Also open to the public is the NFL Experience, a theme park for football lovers set up at the Ernest N. Morial Convention Center Jan. 30-Feb. 3. It’s $25 to enter and includes interactive games and a regulation-size goal post where fans can kick field goals. Fans can also visit the NFL Experience’s media area, where player and celebrity interviews are held.
“We opened the area to fans for the first time last year, and the feedback was incredible,” said Mary Pat Augenthaler, the NFL’s director of special events. She said the media area includes “Radio Row” and the NFL Network. “Last year some fans spent hours just in that one section. Not everybody can go to the game, but in here you feel like you’re a part of the central nervous system of the Super Bowl.”
As Super Bowl fans leave town, a new wave of revelers will arrive for Mardi Gras weekend. That’s when some of the city’s largest parade organizations, known as superkrewes, hold their glitzy balls and parades.
Parade groups have been working for months to make this year bigger and better than ever. The Krewe of Endymion is boasting it will have the largest float in city history for its Feb. 9 parade, led by pop singer Kelly Clarkson.
The Bacchus parade and its yet-to-be-named celebrity rider rolls on Feb. 10, and the Orpheus parade rolls on Feb. 11 – the eve of Fat Tuesday known as Lundi Gras – with actor Gary Sinise, Emmy- and Golden Globe-winning actress Mariska Hargitay and New Orleans musicians Troy “Trombone Shorty” Andrews and Harry Connick Jr.
Visitors who can’t catch the parades in person may opt for a visit to Mardi Gras World, the enormous studio and warehouse where floats are made and stored. Tours include a stop in the prop shop, where artists create and paint float decorations and sculptures.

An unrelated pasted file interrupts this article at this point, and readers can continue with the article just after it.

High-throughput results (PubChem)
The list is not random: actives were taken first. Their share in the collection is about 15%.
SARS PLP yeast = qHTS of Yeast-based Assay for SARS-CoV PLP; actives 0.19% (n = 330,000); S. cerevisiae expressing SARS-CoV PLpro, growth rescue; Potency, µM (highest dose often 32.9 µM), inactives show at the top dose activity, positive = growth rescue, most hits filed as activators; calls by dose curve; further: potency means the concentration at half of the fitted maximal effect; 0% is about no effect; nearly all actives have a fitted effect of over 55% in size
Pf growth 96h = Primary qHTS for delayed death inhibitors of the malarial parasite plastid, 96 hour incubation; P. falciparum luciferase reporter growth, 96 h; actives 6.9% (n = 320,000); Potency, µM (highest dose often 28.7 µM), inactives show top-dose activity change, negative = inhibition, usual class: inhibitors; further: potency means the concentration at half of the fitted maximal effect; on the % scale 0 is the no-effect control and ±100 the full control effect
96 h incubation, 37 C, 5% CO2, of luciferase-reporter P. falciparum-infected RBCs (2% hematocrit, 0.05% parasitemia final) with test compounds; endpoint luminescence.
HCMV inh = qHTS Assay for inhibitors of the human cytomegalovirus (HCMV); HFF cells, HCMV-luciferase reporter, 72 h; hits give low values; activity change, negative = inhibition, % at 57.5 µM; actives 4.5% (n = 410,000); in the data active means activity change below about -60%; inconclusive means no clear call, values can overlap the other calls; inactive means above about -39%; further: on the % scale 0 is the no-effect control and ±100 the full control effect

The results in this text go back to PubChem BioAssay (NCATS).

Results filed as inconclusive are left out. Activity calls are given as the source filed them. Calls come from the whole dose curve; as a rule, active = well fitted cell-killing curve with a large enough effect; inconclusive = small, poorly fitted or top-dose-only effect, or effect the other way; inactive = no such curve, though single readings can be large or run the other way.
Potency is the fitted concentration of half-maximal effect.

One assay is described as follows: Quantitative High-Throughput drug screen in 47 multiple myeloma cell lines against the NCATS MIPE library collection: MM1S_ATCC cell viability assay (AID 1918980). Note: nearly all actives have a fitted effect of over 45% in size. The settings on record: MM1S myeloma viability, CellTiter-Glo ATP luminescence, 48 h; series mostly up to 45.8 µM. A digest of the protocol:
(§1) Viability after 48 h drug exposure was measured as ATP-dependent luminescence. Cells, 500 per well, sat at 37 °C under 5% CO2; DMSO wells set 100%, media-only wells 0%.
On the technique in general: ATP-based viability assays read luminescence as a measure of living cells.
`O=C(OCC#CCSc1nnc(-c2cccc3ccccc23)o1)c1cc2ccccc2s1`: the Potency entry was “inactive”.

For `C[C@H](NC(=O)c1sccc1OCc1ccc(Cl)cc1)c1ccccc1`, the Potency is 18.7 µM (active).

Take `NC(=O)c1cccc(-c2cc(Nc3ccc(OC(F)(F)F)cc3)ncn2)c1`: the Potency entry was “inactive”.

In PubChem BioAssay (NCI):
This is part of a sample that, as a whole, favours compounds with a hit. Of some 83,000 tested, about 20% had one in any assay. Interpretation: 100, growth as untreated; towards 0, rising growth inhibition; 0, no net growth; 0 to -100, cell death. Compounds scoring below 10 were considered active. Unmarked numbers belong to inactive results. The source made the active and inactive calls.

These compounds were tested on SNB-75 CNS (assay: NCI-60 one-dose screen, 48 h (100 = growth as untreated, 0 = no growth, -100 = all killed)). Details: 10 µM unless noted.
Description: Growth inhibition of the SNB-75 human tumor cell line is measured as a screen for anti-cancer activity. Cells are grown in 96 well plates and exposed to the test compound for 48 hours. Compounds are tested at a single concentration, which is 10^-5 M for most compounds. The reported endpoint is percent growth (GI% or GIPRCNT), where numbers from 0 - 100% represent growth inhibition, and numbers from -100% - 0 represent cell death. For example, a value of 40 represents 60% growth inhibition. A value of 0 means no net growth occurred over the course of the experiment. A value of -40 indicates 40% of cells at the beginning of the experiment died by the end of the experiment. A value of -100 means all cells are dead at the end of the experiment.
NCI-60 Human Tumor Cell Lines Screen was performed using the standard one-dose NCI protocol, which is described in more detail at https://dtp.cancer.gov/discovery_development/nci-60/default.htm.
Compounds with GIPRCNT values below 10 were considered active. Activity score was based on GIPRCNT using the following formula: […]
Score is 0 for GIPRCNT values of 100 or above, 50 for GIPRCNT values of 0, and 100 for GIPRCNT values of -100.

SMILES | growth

This year, Mardi Gras World is also the site of a Guinness World Record attempt by New Orleans artist Stephan Wanger to create the world’s largest Mardi Gras bead mosaic. Visitors can help cut and place beads one by one onto a 42-foot-long, 8-foot-tall board etched with the New Orleans skyline.
“It’s something we want hands from all over the world to be a part of,” Wanger said. The first bead was placed in November, and the last will be placed on Feb. 13, the day after Mardi Gras known as Ash Wednesday.
One thing the city won’t be short on is music. Super Bowl weekend kicks off with a gospel concert on Feb. 1 at the UNO Lakefront Arena with performances by Fantasia, Donnie McClurkin, Marvin Winans and Bishop Paul S. Morton of New Orleans. Dozens of local acts will be performing throughout the weekend on stages along the Mississippi River and in the French Quarter. On game day, Beyonce will be the half-time performer.
Other local attractions include steamboat cruises – many with live jazz – on the Mississippi, the recently-expanded World War II Museum, Audubon Zoo, Aquarium of the Americas and New Orleans Museum of Art by City Park. Just outside the city, options include airboat tours of Louisiana swamps and bayous and plantation home tours.
Foodies can indulge in charbroiled oysters, seafood gumbo, fried softshell crab po-boys and shrimp and grits. The city has 52 more restaurants than it did in 2002 – the last time New Orleans hosted a Super Bowl. Newer restaurants include Susan Spicer’s Mondo and Donald Link’s Cochon. Chef John Besh, who owned two restaurants before Hurricane Katrina in 2005, now owns eight – including Luke, Domenica and Borgne.
But with the two major events bringing thousands of people in, reservations are going fast at old favorites like Commander’s Palace, Galatoire’s and Brennan’s.
“We had one party book the entire restaurant for the Friday before Super Bowl, so we have no tables that night,” said Regina Keever, co-owner of Bayona, a Spicer restaurant in the French Quarter.